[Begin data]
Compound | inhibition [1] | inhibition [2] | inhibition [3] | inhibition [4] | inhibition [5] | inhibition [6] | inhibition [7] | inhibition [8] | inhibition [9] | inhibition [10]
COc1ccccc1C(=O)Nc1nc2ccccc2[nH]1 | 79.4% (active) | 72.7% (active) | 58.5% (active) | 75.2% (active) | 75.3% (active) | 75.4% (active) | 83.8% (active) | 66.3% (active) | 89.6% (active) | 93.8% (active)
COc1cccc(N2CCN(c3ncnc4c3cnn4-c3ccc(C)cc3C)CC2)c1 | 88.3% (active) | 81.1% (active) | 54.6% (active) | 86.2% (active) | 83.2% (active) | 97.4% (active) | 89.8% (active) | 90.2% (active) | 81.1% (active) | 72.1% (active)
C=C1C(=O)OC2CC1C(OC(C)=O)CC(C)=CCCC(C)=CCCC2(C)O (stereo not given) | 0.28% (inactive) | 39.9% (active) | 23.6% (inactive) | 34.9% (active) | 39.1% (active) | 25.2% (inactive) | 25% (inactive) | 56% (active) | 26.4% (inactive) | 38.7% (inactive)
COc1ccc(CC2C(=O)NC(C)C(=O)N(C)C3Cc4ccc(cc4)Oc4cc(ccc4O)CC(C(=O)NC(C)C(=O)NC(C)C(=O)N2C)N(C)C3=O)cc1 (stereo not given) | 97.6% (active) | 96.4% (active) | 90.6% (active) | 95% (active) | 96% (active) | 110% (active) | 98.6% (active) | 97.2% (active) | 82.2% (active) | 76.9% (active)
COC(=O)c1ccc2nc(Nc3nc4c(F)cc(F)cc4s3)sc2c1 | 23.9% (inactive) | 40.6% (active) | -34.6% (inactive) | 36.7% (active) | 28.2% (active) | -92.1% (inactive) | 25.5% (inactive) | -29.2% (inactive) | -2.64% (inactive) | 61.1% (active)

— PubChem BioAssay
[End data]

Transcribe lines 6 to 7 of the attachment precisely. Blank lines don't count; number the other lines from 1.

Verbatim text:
COC(=O)c1ccc2nc(Nc3nc4c(F)cc(F)cc4s3)sc2c1 | 23.9% (inactive) | 40.6% (active) | -34.6% (inactive) | 36.7% (active) | 28.2% (active) | -92.1% (inactive) | 25.5% (inactive) | -29.2% (inactive) | -2.64% (inactive) | 61.1% (active)

— PubChem BioAssay